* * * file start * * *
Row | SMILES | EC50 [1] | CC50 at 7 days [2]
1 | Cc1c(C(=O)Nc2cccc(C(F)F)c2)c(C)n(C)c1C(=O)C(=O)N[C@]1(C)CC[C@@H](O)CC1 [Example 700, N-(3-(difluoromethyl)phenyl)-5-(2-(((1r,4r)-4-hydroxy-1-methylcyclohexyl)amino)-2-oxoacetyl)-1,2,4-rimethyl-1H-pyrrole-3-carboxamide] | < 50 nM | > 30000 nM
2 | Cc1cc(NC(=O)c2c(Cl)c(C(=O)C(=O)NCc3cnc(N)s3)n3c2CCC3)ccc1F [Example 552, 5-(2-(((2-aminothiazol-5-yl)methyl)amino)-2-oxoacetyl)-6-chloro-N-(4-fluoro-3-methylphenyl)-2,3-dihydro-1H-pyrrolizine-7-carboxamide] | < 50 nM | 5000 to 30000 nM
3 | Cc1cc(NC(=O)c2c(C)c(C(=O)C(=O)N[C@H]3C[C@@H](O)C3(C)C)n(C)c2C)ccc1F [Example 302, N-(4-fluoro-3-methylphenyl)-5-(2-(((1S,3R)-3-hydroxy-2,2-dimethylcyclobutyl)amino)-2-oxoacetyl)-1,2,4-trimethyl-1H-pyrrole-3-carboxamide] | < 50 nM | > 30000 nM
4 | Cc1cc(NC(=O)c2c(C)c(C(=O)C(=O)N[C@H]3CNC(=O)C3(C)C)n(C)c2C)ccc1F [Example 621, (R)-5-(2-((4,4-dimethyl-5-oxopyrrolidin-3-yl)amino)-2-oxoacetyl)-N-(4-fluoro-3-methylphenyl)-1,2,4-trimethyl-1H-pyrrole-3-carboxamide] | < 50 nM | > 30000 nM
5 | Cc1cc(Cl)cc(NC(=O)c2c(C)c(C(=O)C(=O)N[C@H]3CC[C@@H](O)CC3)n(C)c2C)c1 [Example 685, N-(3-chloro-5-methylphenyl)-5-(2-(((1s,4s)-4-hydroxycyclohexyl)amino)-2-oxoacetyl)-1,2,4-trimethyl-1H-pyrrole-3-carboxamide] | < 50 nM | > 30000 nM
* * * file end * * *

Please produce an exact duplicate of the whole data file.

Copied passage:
Row | SMILES | EC50 [1] | CC50 at 7 days [2]
1 | Cc1c(C(=O)Nc2cccc(C(F)F)c2)c(C)n(C)c1C(=O)C(=O)N[C@]1(C)CC[C@@H](O)CC1 [Example 700, N-(3-(difluoromethyl)phenyl)-5-(2-(((1r,4r)-4-hydroxy-1-methylcyclohexyl)amino)-2-oxoacetyl)-1,2,4-rimethyl-1H-pyrrole-3-carboxamide] | < 50 nM | > 30000 nM
2 | Cc1cc(NC(=O)c2c(Cl)c(C(=O)C(=O)NCc3cnc(N)s3)n3c2CCC3)ccc1F [Example 552, 5-(2-(((2-aminothiazol-5-yl)methyl)amino)-2-oxoacetyl)-6-chloro-N-(4-fluoro-3-methylphenyl)-2,3-dihydro-1H-pyrrolizine-7-carboxamide] | < 50 nM | 5000 to 30000 nM
3 | Cc1cc(NC(=O)c2c(C)c(C(=O)C(=O)N[C@H]3C[C@@H](O)C3(C)C)n(C)c2C)ccc1F [Example 302, N-(4-fluoro-3-methylphenyl)-5-(2-(((1S,3R)-3-hydroxy-2,2-dimethylcyclobutyl)amino)-2-oxoacetyl)-1,2,4-trimethyl-1H-pyrrole-3-carboxamide] | < 50 nM | > 30000 nM
4 | Cc1cc(NC(=O)c2c(C)c(C(=O)C(=O)N[C@H]3CNC(=O)C3(C)C)n(C)c2C)ccc1F [Example 621, (R)-5-(2-((4,4-dimethyl-5-oxopyrrolidin-3-yl)amino)-2-oxoacetyl)-N-(4-fluoro-3-methylphenyl)-1,2,4-trimethyl-1H-pyrrole-3-carboxamide] | < 50 nM | > 30000 nM
5 | Cc1cc(Cl)cc(NC(=O)c2c(C)c(C(=O)C(=O)N[C@H]3CC[C@@H](O)CC3)n(C)c2C)c1 [Example 685, N-(3-chloro-5-methylphenyl)-5-(2-(((1s,4s)-4-hydroxycyclohexyl)amino)-2-oxoacetyl)-1,2,4-trimethyl-1H-pyrrole-3-carboxamide] | < 50 nM | > 30000 nM